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I have some question about the usage of "through" and "outside of". Consider these sentences:

1a. He made transactions through Amazon Payments.
2a. He made sales through Ebay.
3a. He made wire transfers through Bank Of America.

According to some google searches, the opposite of the above sentences is not formed by inserting "not" before "through" like these:

1b. He made transactions not through Amazon Payments.
2b. He made sales not through Ebay.
3b. He made wire transfers not through Bank Of America.

but by replacing "through" with "outside of":

1c. He made transactions outside of Amazon Payments.
2c. He made sales outside of Ebay.
3c. He made wire transfers outside of Bank Of America.

Yet, for this context (Amazon Payments, Ebay, Bank Of America), the dictionary definition of "through" is not really a perfect opposite of the dictionary definition of "outside of". "Through" means "by using". And "outside of" does not quite mean "by not using". Could there be another meaning of "outside of" not found in mainstream dictionaries that would fit the current context?

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    Don't you mean, "Could there be a meaning of 'outside of' that can only be found outside of mainstream dictionaries?" – J.R. Apr 28 '15 at 21:33
  • @J.R. I edited my question a bit. – meatie Apr 28 '15 at 21:39
  • The flaw in your logic is here: "the dictionary definition of 'through' is not really a perfect opposite of the dictionary definition of 'outside of'." Why should through have a "perfect opposite" in this context? – J.R. Apr 28 '15 at 21:41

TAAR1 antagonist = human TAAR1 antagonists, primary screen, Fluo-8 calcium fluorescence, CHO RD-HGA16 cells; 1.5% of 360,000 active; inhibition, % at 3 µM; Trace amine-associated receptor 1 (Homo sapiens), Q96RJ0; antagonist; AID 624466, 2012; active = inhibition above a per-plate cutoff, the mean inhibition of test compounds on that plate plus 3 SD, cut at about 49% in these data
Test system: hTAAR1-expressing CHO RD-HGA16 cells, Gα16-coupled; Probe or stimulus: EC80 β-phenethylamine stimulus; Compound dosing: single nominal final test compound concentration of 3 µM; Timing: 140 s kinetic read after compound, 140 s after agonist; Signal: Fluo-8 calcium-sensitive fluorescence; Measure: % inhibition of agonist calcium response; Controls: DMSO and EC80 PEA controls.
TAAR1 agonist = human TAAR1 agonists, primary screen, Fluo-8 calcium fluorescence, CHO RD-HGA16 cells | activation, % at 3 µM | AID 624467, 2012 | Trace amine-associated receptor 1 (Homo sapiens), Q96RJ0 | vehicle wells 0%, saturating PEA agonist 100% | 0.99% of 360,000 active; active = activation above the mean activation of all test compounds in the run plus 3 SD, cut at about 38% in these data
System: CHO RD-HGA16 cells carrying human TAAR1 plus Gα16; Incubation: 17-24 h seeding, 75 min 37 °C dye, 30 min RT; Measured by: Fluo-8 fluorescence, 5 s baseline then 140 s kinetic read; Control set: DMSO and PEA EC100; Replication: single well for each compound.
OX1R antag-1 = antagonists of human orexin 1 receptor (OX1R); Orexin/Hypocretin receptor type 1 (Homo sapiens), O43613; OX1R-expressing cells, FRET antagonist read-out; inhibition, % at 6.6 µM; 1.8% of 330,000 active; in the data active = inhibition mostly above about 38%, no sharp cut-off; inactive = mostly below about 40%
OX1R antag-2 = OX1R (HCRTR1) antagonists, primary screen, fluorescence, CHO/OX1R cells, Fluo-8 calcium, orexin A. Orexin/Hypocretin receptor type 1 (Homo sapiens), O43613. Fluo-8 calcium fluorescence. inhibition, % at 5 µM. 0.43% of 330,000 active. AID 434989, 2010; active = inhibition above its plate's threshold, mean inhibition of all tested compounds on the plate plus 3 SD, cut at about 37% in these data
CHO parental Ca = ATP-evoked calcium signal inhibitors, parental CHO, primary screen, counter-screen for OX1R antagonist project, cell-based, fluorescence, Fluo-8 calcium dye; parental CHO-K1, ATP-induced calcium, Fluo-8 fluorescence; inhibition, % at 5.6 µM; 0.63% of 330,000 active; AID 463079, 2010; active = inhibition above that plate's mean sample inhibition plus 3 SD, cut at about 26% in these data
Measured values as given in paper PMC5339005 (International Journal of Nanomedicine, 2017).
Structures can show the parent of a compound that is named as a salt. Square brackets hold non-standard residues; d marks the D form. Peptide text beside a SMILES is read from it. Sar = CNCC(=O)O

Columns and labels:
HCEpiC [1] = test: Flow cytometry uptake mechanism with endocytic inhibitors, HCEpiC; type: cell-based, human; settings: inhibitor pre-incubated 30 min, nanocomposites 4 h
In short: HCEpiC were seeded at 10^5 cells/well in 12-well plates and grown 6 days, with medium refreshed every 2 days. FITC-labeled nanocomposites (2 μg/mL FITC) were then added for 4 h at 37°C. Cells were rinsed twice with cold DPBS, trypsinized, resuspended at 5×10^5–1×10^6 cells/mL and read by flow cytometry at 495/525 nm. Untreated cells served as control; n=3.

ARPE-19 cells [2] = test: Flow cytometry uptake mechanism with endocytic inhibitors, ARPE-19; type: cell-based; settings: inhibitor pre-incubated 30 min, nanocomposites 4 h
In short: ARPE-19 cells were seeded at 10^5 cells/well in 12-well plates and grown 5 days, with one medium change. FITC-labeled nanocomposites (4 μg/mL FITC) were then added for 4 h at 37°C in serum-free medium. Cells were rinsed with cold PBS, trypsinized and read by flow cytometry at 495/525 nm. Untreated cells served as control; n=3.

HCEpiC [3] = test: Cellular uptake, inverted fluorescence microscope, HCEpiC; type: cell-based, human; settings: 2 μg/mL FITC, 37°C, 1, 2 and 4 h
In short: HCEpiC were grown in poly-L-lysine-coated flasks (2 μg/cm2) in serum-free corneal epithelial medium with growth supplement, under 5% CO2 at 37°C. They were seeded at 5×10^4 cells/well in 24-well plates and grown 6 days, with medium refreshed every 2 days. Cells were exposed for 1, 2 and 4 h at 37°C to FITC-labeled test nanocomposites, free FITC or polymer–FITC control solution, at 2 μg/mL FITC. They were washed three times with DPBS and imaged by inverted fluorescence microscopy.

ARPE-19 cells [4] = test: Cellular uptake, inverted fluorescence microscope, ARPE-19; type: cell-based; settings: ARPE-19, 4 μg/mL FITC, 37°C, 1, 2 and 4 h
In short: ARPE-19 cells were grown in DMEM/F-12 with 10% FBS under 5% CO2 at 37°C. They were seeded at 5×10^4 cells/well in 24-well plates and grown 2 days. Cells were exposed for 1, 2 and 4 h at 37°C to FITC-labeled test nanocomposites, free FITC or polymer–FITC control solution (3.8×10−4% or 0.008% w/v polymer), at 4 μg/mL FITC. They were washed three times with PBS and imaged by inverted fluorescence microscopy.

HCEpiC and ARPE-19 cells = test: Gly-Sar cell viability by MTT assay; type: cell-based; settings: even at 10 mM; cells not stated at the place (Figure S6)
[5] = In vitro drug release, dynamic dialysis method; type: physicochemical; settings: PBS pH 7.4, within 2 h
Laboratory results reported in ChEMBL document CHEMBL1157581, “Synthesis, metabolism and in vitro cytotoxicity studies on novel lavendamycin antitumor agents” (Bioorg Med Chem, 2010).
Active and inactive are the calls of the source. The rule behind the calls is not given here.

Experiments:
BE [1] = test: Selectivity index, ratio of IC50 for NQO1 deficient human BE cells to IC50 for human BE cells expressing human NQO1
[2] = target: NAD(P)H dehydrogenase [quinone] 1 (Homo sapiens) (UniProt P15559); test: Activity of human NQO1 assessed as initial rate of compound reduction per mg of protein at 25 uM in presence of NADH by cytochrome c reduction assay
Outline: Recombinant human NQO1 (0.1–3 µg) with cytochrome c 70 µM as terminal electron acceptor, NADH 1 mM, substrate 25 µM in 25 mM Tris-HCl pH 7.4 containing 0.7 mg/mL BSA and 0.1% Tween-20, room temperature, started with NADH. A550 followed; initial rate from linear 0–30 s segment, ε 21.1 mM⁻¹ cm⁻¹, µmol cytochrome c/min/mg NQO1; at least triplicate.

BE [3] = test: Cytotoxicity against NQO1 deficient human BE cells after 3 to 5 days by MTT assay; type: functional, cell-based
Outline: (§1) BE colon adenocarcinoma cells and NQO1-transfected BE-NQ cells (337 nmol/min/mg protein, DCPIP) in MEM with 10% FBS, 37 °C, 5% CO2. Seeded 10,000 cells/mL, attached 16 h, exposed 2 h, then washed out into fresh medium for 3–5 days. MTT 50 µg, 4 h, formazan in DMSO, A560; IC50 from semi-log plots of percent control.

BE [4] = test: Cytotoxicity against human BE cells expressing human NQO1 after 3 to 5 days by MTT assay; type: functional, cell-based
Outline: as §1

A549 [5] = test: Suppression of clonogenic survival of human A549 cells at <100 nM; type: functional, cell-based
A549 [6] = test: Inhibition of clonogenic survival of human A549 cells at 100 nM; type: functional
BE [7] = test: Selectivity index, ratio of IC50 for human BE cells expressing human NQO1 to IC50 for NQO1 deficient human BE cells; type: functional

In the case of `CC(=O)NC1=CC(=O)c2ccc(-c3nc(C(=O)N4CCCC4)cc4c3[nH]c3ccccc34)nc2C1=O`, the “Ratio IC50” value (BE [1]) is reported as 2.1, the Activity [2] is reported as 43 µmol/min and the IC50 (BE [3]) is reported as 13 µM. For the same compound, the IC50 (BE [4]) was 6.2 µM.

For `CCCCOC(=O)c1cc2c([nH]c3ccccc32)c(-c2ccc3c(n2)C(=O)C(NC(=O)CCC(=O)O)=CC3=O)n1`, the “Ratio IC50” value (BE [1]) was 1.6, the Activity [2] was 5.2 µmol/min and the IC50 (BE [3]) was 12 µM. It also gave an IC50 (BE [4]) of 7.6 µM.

• @J.R. So, what should "outside of" mean in this context? – meatie Apr 28 '15 at 21:44
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    It means what it means, and it means what the dictionary says it means: not within or part of something. What does "perfect opposite" mean in this context? What is the perfect opposite of light? Dark, or heavy? – J.R. Apr 28 '15 at 21:51
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*Through Amazon" here means "via Amazon" or "with Amazon as intermediary" or "using Amazon as the go-between".

What is the opposite of using Amazon as the go-between?
--Not using Amazon as the go-between.

Payment intermediaries represent themselves as offering certain protections to the entities on both sides of the transaction. If the parties do not avail themselves of that protection, they are "outside" the protection. So, deeply embedded in the word "outside" is this notion of being unprotected, being outside the purview of the protector.

There's a lot more going on here than "the opposite of through".

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